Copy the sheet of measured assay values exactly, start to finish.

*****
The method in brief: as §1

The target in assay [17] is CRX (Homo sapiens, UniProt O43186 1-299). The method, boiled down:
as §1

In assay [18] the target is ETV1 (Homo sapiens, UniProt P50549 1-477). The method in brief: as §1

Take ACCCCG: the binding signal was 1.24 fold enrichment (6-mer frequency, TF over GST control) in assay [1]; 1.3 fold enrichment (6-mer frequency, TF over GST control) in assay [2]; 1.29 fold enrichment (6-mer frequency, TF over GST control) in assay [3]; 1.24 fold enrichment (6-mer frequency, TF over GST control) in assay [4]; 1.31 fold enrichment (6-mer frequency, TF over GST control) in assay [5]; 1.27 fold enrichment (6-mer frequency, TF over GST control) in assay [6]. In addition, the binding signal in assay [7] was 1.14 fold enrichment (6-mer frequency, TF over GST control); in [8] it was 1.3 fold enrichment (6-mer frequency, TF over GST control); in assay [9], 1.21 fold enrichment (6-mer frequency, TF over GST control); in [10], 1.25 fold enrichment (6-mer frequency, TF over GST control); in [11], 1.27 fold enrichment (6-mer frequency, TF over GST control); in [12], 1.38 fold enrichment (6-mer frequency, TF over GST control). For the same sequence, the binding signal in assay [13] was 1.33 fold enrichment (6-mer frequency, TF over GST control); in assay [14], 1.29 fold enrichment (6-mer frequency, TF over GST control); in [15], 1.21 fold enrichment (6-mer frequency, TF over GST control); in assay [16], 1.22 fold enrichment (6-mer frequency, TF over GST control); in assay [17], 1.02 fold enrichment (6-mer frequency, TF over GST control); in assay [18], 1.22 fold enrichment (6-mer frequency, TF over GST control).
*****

The method in brief: as §1

The target in assay [17] is CRX (Homo sapiens, UniProt O43186 1-299). The method, boiled down:
as §1

In assay [18] the target is ETV1 (Homo sapiens, UniProt P50549 1-477). The method in brief: as §1

Take ACCCCG: the binding signal was 1.24 fold enrichment (6-mer frequency, TF over GST control) in assay [1]; 1.3 fold enrichment (6-mer frequency, TF over GST control) in assay [2]; 1.29 fold enrichment (6-mer frequency, TF over GST control) in assay [3]; 1.24 fold enrichment (6-mer frequency, TF over GST control) in assay [4]; 1.31 fold enrichment (6-mer frequency, TF over GST control) in assay [5]; 1.27 fold enrichment (6-mer frequency, TF over GST control) in assay [6]. In addition, the binding signal in assay [7] was 1.14 fold enrichment (6-mer frequency, TF over GST control); in [8] it was 1.3 fold enrichment (6-mer frequency, TF over GST control); in assay [9], 1.21 fold enrichment (6-mer frequency, TF over GST control); in [10], 1.25 fold enrichment (6-mer frequency, TF over GST control); in [11], 1.27 fold enrichment (6-mer frequency, TF over GST control); in [12], 1.38 fold enrichment (6-mer frequency, TF over GST control). For the same sequence, the binding signal in assay [13] was 1.33 fold enrichment (6-mer frequency, TF over GST control); in assay [14], 1.29 fold enrichment (6-mer frequency, TF over GST control); in [15], 1.21 fold enrichment (6-mer frequency, TF over GST control); in assay [16], 1.22 fold enrichment (6-mer frequency, TF over GST control); in assay [17], 1.02 fold enrichment (6-mer frequency, TF over GST control); in assay [18], 1.22 fold enrichment (6-mer frequency, TF over GST control).